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I need to do a Fourier transform for the next Green's function:$F[(\frac{\mathrm{d} ^{2}}{\mathrm{d} x^{2}}-m^{2})\cdot G(x,x^{'})]$.

My solution is: $\int_{-\infty }^{\infty }(\frac{\mathrm{d} ^{2}}{\mathrm{d} x^{2}}\cdot G(x,x')\cdot e^{-ikx})dx-m^{2}\int_{-\infty }^{\infty }G(x,x')\cdot e^{-ikx}dx=\int_{-\infty }^{\infty }(\frac{\mathrm{d} ^{2}}{\mathrm{d} x^{2}}\cdot G(x,x')\cdot e^{-ikx})dx-m^{2}\widetilde{G}(k)$

but I don't know how to solve the first integral.

The solution is:$-(k^{2}+m^{2})\cdot \widetilde{G}(k)$

Can someone please explain to me how did they get this expression?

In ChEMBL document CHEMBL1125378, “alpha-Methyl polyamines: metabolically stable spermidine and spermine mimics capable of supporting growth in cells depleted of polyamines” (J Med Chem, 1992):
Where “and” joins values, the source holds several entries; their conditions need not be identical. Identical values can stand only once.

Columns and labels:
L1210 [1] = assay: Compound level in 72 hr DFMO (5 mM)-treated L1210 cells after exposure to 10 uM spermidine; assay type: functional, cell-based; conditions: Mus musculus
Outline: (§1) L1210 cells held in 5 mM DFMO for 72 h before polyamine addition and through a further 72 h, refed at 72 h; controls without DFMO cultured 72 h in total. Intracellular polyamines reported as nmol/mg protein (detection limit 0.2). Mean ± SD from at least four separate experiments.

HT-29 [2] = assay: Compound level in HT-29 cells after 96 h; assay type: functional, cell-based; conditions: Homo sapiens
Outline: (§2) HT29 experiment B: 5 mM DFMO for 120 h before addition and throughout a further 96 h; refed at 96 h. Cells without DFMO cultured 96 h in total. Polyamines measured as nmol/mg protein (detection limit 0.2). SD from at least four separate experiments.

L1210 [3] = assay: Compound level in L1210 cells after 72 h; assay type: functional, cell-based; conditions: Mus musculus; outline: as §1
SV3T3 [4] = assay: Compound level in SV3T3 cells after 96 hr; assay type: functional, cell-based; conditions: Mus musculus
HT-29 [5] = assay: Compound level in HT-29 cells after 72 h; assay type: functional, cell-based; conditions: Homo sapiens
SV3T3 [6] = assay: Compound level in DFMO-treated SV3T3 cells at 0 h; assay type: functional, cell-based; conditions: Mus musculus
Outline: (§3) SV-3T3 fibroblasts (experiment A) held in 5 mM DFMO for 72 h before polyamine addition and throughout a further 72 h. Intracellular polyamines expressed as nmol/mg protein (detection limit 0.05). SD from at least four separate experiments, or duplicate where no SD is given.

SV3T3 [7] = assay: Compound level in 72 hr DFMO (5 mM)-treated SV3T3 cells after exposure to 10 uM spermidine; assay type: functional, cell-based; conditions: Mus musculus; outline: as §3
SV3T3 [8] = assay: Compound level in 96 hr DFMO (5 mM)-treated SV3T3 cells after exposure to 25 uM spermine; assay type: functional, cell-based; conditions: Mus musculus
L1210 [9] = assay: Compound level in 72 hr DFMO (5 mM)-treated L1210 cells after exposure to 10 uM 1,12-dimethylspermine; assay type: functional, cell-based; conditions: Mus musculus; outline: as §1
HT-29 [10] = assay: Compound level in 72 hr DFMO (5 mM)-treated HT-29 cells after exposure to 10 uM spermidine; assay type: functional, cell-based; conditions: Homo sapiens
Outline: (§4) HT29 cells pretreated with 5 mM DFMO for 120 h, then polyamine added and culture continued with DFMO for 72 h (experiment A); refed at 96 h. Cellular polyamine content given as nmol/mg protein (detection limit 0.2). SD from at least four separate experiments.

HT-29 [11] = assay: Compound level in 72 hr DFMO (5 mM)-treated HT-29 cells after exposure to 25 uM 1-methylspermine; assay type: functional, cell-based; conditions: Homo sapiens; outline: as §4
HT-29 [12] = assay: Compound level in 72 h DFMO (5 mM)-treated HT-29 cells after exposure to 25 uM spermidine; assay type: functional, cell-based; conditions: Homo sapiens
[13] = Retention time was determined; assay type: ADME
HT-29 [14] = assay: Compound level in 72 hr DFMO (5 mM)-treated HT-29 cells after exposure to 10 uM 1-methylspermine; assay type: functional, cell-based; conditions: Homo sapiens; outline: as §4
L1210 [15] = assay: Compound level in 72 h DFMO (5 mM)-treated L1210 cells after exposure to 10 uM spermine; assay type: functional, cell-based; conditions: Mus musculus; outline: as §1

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    $\begingroup$ Looks related to math.stackexchange.com/questions/430858/… $\endgroup$ – Peter Jan 10 '20 at 9:06
  • $\begingroup$ Use partial integration twice and then that G(x,x') should vanish for x to $\pm \infty$ $\endgroup$ – Peter Jan 10 '20 at 9:09
  • $\begingroup$ Thank you all for the help, I have completely forgotten about differentiation property of the Fourier transform. $\endgroup$ – violettagold Jan 10 '20 at 9:12

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